"We wouldn't have our sound if it wasn't for your Silvertone," agrees Hodgson, "within five seconds you can tell it's a Grates song. When we were recording I overhead the engineer say to his friends: 'you should see this guy's guitar!' she laughs. "I was so proud."

The band seems justifiably proud of the album too with first single Burn Bridges returning the band to the JJJ high-rotation they enjoyed in 2006. Though the film-clip and artwork keep the animals and handcrafted aesthetic of the first album, the work within has developed with clear intent. The single, The Sum of Every Part and most impressively, Storms And Fevers, are songs that show a vitality and vulnerability even more engaging than the overt excitement of their previous radio hits (more of which are here in spades). The richer and more diverse sounds that come courtesy of Peter Katis (producer for Mates of State, Interpol and The National) and make an unusually widescreen setting for the band's hallmarks.

Any suggestion that The Grates make music for an adolescent audience brings a swift response from the band, and most vocally, the ever-vocal Hodgson: "NO!" she exclaims, "I feel we have a really broad audience. I think it's actually something that is almost unique to our band, the broadness of our audience. It's something I never really noticed until it got brought up in a gig review one day, and I challenged the review: 'we don't really have an audience like that?' and you [John] were like 'yeah, totally'."
Patterson agrees. "I always see a bunch of old dudes and some little kids at the shows, and I think it's because we're a bit niche but not like 'cool' niche, you don't have to be in a certain kind of scene to enjoy it. It's not tailored to a scene which I think makes it more accessible."
If noisy positivity pisses you off you wouldn't bother coming? "Positivity and guts," agrees Hodgson.
"In Brisbane there is a group of four biker guys that will come to all of our shows. I trust them almost like security now, I imagine that if someone was giving us a hard time, I could be: 'Oi guys!' and they'd come in and save me," she laughs. "Another thing is that most people come to enjoy the show, it's never gross or weird. It's funny, when it's an all ages gig and people have to come with a parent or guardian and they end up having a blast. It happens so often."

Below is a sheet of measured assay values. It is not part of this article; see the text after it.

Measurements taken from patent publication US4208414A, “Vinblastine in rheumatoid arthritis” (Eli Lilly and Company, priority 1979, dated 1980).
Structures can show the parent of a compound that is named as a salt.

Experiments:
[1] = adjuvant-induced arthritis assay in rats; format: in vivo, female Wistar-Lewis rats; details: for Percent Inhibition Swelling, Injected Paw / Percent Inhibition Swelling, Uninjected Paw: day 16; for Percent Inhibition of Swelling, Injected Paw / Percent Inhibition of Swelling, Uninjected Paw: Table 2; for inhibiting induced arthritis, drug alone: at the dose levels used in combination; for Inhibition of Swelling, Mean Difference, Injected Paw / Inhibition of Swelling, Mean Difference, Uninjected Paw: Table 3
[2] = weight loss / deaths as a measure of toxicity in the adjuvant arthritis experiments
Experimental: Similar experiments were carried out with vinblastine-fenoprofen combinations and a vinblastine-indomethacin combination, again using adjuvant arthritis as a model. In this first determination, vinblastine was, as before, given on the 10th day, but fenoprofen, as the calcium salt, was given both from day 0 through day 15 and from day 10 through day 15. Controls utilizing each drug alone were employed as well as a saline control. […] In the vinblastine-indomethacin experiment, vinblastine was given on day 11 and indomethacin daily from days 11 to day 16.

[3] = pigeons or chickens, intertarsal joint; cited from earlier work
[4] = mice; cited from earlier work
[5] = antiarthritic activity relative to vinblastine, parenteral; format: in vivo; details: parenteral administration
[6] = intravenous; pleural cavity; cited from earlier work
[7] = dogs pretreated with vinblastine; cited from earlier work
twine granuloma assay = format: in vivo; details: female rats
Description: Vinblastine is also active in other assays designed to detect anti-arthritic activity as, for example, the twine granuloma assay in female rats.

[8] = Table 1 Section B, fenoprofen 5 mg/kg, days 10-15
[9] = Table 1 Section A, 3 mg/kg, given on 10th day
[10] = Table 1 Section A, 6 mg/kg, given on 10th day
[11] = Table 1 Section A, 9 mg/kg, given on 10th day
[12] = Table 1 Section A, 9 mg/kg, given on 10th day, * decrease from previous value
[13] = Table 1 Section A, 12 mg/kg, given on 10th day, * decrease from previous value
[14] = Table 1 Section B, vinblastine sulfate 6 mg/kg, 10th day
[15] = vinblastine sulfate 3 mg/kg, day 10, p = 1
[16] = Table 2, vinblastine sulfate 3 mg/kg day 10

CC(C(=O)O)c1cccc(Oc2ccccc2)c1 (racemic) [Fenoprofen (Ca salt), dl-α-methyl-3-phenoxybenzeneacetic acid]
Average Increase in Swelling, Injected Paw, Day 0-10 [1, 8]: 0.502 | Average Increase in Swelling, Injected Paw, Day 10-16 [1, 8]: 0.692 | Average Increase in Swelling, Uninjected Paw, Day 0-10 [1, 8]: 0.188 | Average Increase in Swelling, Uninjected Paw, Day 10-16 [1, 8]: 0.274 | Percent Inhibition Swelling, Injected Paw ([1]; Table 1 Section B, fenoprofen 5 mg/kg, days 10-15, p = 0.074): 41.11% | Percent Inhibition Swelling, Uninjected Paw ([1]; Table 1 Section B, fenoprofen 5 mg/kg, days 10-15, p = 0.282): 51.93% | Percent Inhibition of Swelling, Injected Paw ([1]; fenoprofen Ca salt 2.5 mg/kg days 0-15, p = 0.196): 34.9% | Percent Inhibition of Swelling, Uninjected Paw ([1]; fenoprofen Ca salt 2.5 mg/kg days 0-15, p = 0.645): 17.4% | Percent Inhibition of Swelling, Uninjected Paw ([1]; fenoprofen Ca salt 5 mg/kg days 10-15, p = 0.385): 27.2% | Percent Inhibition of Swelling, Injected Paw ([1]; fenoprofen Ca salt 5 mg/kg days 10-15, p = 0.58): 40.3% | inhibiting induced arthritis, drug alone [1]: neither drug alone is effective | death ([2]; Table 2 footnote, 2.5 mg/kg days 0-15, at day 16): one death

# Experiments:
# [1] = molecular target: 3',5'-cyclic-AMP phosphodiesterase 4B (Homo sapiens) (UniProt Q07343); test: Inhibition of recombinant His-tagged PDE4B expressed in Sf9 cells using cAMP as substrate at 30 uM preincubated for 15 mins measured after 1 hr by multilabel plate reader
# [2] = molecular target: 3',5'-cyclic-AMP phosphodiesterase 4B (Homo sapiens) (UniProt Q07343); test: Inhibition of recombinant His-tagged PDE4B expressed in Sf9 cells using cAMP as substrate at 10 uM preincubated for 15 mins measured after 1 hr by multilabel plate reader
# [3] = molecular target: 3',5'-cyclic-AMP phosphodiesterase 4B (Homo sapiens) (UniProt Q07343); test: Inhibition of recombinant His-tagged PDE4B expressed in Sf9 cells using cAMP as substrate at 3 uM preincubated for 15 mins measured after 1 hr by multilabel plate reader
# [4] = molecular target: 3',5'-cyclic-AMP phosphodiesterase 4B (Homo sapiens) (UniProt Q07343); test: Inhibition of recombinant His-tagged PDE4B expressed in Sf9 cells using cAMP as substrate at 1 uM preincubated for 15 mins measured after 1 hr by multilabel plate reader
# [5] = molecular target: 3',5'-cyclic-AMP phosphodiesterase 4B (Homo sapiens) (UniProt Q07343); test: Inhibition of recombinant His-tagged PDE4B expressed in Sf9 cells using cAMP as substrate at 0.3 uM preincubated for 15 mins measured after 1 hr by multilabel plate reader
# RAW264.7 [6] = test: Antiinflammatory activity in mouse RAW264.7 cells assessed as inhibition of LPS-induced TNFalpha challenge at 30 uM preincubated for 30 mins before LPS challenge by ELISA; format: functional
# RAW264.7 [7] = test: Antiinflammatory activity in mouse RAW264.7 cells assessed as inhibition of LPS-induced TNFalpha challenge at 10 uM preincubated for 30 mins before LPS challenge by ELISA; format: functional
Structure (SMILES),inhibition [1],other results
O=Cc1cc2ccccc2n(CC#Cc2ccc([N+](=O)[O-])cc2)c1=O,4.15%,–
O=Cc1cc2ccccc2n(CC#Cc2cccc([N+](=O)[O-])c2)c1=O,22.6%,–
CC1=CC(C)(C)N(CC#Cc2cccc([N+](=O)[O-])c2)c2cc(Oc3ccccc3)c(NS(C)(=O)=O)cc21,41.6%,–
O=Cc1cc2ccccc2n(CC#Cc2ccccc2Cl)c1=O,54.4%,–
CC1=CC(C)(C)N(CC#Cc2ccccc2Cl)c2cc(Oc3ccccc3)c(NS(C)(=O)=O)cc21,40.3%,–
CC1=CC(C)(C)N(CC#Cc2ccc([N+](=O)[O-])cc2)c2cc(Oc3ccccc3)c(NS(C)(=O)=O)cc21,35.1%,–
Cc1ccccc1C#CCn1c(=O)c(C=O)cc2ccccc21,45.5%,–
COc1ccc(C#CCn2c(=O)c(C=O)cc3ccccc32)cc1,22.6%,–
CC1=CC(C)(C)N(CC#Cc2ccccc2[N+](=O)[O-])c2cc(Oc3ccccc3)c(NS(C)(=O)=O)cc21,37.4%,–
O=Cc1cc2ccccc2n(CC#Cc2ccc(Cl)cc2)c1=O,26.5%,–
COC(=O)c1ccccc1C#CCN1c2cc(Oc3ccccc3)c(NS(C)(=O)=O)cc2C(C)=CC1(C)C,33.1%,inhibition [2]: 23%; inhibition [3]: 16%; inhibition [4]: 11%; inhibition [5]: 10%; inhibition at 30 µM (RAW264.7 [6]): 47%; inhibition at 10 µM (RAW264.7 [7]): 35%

Recreating the new songs effectively on stage and investing them with a physicality already written into their earlier songs clearly poses a challenge, but its one Patterson is embracing keenly. "Basically you try and take the parts out of the songs that people are going to miss least. We still have Dan Condon [from The Sips, helping them live] and we make him work like a scientist. I was dreading working out how to do everything, but once you start it's so exciting, working out the most efficient way of making as many noises as you can at the same time."
"Sometimes you can hear the parts in your head even if they're not there, if you know the songs well," adds drummer Alana Skyring.
"That doesn't work if you haven't heard the album," counters Patterson.
"It doesn't matter though, because the audience haven't heard the album," finishes Hodgson succinctly. "Live, we'll probably keep it fairly simple. I don't think we'll ever have more than four people on stage."

Building strong relationships seems something the Grates do undeniably well. Fans are on first name terms with the band and they make a point of getting to know them whenever possible. While we can see how teeth might be lost at Grates' shows, what about winning hearts?
"It's hard," says Hodgson. "It's dangerous when you start going out with someone when you're in your semi-off period. You can get really used to that lifestyle of one of us being around all of the time. And then it's like: 'yeah, you knew I had to tour.' Somebody knows that you've got to tour but until they experience what it's actually like to be dating someone who is touring, you never know how that's going to work out. But at the same time my logic is: 'don't put rules on it'."
Rules nil. Hearts won.


Saturday, July 19, 2008